As he was walking by the Sea of Galilee, he saw two brothers, Simon who is called Peter, and his brother Andrew, casting a net into the sea; they were fishermen. He said to them, “Come after me, and I will make you fishers of men.” At once they left their nets and followed him. He walked along from there and saw two other brothers, James, the son of Zebedee, and his brother John. They were in a boat, with their father Zebedee, mending their nets. He called them, and immediately they left their boat and their father and followed him. He went around all of Galilee, teaching in their synagogues, proclaiming the gospel of the kingdom, and curing every disease and illness among the people.
Learning to See for the First Time
by David Morrison
The call to be a disciple of Jesus has an outward focus in that everyone is invited to step out of the “boat” of the familiar boundaries and maintaining the “nets” of the status quo. It’s in this “casting ourselves outward” that we begin to step into our identities as disciples by learning to see the glory of God in the most mundane of circumstances and places. Henri Nouwen said, “My deepest vocation is to be a witness to the glimpses of God I have been allowed to catch.” It’s not really about God revealing himself to us, but rather our eyes being opened to the incredibly multitudinous ways in which he already has revealed his love. In the rabbinical tradition, it’s often stated that the true miracle of Moses’ encounter with holy presence in the burning bush wasn’t that the bush was burning and not consumed, but the very fact that Moses noticed it: implying that all the creation is burning in the presence of God. We’re trained to only think in small, restricted contexts with everything wrapped in small boxes tied with the neat bow of our cultural and religious prejudices. And so the tendency is to relegate God to a limited church experience, disciplined prayer, study, or contrived evangelistic efforts. As we learn how to become aware of the Holy Spirit’s primary work in us at the heart of every moment, we see Gods’ presence illuminating through everything we experience and everyone we meet. The gift of childlike wonder breaks the yoke of the oppressive spiritual boredom that seems to plague contemporary, Western Christianity. We are then prepared to break free from the cynicism that marks our times, and emerge as prophets of hope and “hope does not disappoint, because the love of God has been poured out in our hearts by the Holy Spirit who was given to us” (Romans 5:5).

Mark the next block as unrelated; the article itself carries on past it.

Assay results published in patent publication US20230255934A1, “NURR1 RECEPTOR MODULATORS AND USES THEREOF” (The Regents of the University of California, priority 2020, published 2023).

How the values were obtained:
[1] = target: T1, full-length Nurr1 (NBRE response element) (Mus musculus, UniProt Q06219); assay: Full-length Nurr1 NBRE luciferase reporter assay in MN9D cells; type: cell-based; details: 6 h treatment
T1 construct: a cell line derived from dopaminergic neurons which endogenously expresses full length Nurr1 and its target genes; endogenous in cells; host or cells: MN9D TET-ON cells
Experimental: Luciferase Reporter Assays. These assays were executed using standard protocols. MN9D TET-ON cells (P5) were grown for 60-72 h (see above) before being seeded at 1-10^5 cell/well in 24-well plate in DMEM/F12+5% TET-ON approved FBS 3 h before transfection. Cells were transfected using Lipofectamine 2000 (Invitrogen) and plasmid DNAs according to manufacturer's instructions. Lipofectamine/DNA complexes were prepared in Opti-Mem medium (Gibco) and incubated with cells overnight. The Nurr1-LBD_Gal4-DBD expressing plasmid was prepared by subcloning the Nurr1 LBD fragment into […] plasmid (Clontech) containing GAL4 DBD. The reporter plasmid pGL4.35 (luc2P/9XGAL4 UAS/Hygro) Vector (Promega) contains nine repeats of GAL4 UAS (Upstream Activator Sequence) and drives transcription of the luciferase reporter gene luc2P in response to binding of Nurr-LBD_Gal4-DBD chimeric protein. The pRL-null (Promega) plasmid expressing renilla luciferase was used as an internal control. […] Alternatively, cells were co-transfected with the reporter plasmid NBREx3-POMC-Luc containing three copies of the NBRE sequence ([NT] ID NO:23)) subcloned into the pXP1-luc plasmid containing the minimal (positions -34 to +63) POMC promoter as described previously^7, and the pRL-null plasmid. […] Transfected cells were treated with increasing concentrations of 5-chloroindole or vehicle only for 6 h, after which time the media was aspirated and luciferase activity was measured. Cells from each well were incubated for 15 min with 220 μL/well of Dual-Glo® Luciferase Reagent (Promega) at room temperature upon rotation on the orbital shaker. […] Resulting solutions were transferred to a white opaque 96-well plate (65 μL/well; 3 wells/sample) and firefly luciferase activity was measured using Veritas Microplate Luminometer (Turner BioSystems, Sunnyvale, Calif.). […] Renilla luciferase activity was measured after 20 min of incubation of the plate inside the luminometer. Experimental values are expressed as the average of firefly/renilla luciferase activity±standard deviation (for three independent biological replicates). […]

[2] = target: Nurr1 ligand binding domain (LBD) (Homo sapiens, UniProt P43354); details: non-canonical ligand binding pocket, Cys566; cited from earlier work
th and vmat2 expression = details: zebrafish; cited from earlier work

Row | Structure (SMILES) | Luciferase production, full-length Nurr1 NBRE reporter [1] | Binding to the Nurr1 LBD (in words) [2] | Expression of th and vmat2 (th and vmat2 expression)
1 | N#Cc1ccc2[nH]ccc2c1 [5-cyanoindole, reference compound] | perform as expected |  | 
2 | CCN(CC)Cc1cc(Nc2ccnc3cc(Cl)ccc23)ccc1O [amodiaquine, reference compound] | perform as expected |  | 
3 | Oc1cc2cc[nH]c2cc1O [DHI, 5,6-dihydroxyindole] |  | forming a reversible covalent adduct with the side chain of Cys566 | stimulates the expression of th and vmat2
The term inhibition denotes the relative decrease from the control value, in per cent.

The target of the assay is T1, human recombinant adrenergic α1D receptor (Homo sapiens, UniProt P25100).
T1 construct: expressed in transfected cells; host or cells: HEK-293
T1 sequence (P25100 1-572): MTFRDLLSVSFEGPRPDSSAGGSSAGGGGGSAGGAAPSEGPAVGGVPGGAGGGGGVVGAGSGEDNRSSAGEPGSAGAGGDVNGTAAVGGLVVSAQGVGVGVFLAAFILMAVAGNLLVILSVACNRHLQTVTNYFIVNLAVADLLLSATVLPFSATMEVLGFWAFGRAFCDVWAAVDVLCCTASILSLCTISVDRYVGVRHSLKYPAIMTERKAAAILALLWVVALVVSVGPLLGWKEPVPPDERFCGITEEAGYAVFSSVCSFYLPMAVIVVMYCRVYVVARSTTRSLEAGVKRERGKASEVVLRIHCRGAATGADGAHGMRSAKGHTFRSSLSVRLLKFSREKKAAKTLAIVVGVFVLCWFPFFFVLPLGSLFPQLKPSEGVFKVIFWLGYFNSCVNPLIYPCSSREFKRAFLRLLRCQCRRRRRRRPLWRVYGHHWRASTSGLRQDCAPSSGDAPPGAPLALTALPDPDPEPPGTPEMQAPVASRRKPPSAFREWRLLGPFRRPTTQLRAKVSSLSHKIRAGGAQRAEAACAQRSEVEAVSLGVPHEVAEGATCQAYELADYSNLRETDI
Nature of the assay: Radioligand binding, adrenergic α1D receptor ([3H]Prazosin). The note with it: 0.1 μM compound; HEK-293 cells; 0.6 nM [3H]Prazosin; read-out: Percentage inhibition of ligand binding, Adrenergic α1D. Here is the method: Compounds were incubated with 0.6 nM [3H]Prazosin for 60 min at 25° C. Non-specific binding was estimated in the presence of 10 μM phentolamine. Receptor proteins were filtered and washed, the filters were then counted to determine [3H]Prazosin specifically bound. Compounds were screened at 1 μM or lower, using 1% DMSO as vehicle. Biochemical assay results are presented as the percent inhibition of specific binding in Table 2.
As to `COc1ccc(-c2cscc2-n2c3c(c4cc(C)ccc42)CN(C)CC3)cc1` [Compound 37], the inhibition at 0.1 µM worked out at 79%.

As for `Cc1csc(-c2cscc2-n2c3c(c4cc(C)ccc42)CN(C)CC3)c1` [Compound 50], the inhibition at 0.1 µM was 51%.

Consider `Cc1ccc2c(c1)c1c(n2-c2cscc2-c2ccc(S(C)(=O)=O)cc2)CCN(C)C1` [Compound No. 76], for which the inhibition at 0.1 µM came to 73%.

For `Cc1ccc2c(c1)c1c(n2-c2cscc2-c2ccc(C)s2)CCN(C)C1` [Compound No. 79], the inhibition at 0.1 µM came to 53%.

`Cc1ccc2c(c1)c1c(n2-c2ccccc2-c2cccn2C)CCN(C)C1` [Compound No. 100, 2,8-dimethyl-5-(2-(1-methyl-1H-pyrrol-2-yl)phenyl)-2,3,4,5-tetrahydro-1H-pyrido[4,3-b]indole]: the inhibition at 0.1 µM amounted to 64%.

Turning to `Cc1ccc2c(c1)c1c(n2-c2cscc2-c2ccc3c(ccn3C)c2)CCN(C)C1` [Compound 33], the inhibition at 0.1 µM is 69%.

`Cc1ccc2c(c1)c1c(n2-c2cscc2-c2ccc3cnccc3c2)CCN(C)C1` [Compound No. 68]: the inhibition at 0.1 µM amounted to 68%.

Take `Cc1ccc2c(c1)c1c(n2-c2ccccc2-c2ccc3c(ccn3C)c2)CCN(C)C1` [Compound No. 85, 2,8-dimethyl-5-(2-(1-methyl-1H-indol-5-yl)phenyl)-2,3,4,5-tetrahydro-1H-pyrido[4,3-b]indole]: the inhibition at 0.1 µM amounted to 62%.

Take, Lord, Receive
by Ignatius Loyola
Take, Lord, and receive all my liberty,
my memory, my understanding, and my entire will.
All that I am, and all that I possess You have given to me.
I surrender it all to You to be disposed of according to Your will.
Give me only Your love, and Your grace;
with these I will be rich enough,
and will desire nothing more.